President Donald Trump’s order to pull out half the U.S. troops in Afghanistan, on the eve of his departure, has officials and analysts mystified—including many who agree with him that it’s time, after 18 years, to end our longest war.
The biggest puzzle is that, in peace talks early this year with Afghan and Taliban leaders, Trump’s own negotiating team agreed to withdraw all U.S. troops from Afghanistan by May 2021, if the Taliban reaches a cease-fire with the Kabul government and turns its fire against al-Qaida.
It’s a toss-up whether the Taliban will make good on its side of this bargain; but it’s a sure bet they won’t, now that Trump has said we’re getting out of there, regardless of conditions on the ground.
Keep in mind: These peace talks aren’t some hangover from the Obama administration; they are a Trump creation, led by negotiators that Trump chose. Their positions were worked out jointly with the Kabul government and with NATO allies, who still have troops in Afghanistan. All of them are now betrayed. Trump doesn’t care.
Trump says he’s honoring a campaign pledge to get out of the forever wars. But he’s not doing that. His initial impulse was to pull out all of the remaining 4,500 U.S. troops as well as the 3,000 in Iraq. After consulting with advisers, the order was changed so that a total of 2,500 troops would remain in both countries. Then that was changed so that 2,500 would be left in Afghanistan and 2,500 in Iraq. This is much less of a big deal.
But coupled with what initially was the high-profile announcement of a total pullout, even a slighter withdrawal may tempt the Taliban (and other hostile forces) to test the U.S. commitment—which, in effect, Trump has described, in words and deeds, as paltry.
President Barack Obama had promised to get out of Afghanistan by the end of his term. But in September 2015, he announced that 5,500 troops—out of the 90,000 deployed at the war’s peak—would remain, not for “victory” or “nation-building” (as was the original strategy) but simply to continue training the Afghan army and conducting counterterrorism operations. The new Afghan president, Ashraf Ghani, had asked Obama not to withdraw all U.S. forces and signed a security agreement giving these troops legal protections—an accord that his predecessor, Hamid Karzai, had refused to consider. Meanwhile, terrorist groups were flourishing across the Pakistani border. None of Obama’s advisers opposed sustaining counterterrorism ops from bases in the region; here was Ghani, offering three existing bases. An interagency study, led by Gen. Martin Dempsey, the chairman of the Joint Chiefs of Staff, concluded that the mission could be performed with 5,500 troops. And so Obama made the decision.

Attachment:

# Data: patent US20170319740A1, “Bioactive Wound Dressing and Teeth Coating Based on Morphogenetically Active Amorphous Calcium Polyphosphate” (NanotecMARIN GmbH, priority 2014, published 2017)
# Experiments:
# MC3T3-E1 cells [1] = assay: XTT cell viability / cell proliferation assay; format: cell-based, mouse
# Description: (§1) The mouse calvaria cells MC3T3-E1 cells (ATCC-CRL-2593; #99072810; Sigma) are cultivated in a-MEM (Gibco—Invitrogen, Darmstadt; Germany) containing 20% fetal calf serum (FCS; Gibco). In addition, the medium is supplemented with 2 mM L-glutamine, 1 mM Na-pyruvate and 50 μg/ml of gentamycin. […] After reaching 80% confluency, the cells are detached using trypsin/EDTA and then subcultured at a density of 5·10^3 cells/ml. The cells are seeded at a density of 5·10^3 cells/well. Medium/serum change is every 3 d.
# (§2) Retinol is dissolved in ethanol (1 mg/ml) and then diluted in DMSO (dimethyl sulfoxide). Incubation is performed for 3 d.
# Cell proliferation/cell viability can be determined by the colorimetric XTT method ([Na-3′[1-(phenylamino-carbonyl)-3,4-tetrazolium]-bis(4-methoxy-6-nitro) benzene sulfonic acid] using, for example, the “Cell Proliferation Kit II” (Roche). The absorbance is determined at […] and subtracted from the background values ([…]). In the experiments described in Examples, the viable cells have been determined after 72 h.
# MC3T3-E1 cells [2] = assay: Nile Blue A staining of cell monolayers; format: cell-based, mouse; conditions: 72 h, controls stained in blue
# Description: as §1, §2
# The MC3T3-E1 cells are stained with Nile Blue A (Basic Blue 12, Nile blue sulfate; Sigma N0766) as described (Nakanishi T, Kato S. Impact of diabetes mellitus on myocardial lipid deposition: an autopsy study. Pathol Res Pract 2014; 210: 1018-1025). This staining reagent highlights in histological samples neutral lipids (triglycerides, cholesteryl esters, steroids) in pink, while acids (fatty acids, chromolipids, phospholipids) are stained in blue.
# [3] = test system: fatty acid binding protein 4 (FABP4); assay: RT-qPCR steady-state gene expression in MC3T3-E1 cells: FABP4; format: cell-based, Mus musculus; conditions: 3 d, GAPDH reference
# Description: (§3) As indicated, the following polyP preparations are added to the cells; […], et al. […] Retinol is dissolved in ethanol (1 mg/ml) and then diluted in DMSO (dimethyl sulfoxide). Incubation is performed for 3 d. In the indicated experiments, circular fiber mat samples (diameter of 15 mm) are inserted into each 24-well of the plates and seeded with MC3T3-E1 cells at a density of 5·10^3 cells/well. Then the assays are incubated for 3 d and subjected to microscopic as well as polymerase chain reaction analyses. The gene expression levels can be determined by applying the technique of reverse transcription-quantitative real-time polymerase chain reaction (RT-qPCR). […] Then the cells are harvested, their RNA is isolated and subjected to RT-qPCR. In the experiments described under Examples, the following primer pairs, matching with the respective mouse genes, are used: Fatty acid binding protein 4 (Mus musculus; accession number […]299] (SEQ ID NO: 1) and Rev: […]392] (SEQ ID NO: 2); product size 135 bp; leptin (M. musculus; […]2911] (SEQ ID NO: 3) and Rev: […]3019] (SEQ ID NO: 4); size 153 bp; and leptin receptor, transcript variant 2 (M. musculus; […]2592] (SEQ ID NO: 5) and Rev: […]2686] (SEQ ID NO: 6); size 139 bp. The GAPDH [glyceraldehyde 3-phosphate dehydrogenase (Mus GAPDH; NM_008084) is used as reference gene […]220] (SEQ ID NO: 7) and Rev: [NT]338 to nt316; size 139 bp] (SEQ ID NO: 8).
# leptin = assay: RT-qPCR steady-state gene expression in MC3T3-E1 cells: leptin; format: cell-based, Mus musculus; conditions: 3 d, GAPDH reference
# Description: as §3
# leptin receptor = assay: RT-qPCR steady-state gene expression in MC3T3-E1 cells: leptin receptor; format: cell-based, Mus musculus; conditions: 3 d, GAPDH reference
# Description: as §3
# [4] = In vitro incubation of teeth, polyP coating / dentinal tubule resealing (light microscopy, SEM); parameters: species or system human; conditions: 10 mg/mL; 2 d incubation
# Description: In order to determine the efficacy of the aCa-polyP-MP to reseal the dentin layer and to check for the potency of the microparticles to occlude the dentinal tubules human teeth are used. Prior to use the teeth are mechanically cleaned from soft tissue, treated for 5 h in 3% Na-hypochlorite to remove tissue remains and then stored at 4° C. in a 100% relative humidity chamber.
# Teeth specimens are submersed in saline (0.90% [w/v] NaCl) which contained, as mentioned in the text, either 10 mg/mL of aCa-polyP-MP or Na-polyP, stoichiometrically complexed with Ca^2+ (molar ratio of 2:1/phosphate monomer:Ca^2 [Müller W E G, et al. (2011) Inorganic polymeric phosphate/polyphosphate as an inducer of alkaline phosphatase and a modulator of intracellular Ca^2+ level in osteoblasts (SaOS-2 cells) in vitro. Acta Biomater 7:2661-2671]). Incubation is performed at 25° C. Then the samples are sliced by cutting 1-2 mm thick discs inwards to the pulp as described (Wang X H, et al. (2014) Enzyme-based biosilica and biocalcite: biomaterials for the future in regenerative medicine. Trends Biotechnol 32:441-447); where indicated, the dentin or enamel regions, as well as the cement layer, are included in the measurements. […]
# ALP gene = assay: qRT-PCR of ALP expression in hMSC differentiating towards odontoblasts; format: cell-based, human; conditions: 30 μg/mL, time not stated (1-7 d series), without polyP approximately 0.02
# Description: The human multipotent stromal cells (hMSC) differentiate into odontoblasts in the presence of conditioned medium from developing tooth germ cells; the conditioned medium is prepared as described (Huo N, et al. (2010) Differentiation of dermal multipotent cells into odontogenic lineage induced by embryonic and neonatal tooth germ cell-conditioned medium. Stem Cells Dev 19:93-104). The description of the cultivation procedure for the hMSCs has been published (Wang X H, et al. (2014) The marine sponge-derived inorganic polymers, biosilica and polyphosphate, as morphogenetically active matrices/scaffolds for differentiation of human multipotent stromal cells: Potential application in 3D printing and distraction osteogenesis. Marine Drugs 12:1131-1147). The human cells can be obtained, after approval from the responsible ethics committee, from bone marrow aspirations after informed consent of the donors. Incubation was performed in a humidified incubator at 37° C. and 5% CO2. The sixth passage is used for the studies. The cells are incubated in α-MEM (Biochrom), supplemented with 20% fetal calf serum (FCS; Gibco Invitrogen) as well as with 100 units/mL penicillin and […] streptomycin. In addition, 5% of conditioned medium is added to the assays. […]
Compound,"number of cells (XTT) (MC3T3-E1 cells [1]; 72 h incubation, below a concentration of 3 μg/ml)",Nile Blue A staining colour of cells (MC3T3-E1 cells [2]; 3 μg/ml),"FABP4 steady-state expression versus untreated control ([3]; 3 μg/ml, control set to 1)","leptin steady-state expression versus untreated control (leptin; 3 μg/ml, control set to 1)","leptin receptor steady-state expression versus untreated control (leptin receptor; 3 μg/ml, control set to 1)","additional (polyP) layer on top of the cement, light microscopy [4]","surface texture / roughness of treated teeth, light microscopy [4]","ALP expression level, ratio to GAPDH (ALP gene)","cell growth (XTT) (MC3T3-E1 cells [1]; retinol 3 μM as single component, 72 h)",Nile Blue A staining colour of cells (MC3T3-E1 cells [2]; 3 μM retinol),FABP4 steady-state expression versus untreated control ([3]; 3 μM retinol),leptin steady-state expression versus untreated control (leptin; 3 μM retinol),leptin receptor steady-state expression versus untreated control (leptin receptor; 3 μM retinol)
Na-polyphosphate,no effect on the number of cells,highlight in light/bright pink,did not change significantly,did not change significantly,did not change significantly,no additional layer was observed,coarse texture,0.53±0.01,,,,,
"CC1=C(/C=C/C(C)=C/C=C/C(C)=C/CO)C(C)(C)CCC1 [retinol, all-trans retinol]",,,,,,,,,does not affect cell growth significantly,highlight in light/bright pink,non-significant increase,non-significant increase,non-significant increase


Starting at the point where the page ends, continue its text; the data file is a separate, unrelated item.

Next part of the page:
Today, terrorist groups are still flourishing across the Pakistani border, and sometimes on the Afghan side too. It is debatable whether the United States has an interest in combating these groups in this region. But Trump chose not to have this debate. He just decided compulsively to pull out the troops while he still had the power to do so—then didn’t quite do that anyway.
Barnett Rubin, director of the Afghanistan Regional Project at New York University and a former State Department official, has another reason for the U.S. to remain at least somewhat involved in the country. “Afghanistan is no longer an isolated backwater,” he said. Many countries have an interest in a political settlement that promotes stability and staves off terrorism. These include Russia, China, India, Pakistan, and Iran—whose interests, at least in this realm, converge with ours, at a time when our interests conflict in so many other realms. Cooperating on an Afghan political settlement could be a vehicle for reviving cooperation—or simply cordial diplomatic relations—on broader fronts, where cooperation is necessary for success.
In any case, it is bad form, as the British might put it, for an outgoing president to make such a major decision—one that might be hard to reverse—just two months before his successor takes office. Trump wouldn’t be the first to behave in this manner. As historian Timothy Naftali has noted, President Dwight Eisenhower stepped up regime-change operations in Latin America, including a plan to overthrow Cuban leader Fidel Castro, during his lame-duck period. The incoming president, John F. Kennedy—who, as it happened, wasn’t opposed to these plans in principle—paid the penalty when they flopped on his watch.
For the most part, though, presidents have been reluctant to saddle their successors with big decisions that might affect their own policies. Toward the end of his second term, Obama wanted to shut down one of the nation’s three ICBM bases, dismantling 150 of our 450 intercontinental ballistic missiles—but when he learned the job couldn’t be done by the time he left office, he backed off. In the transition to Obama’s presidency, George W. Bush refrained from making decisions on precisely how to withdraw troops from Iraq, to avoid boxing in his successor.
As vice president, Joe Biden strenuously opposed the troop surge in Afghanistan that Obama ordered in late 2009, preferring a modest training-and-counterterrorism mission (“CT-Plus,” it was called), to which Obama did scale back two years later. It is not clear what President-elect Biden wants to do in Afghanistan now. The ins and outs of that war and that country certainly don’t rank high on his list of priorities. But fighting terrorism must grab the attention of any American president. Relations with Russia and China are also a matter of keen interest. With so little time left in his term, Trump should let Biden and his team decide whether a high-profile pullout from Afghanistan is the best way to serve U.S. interests. Then again, serving U.S. interests has never been what Trump’s presidency is about.
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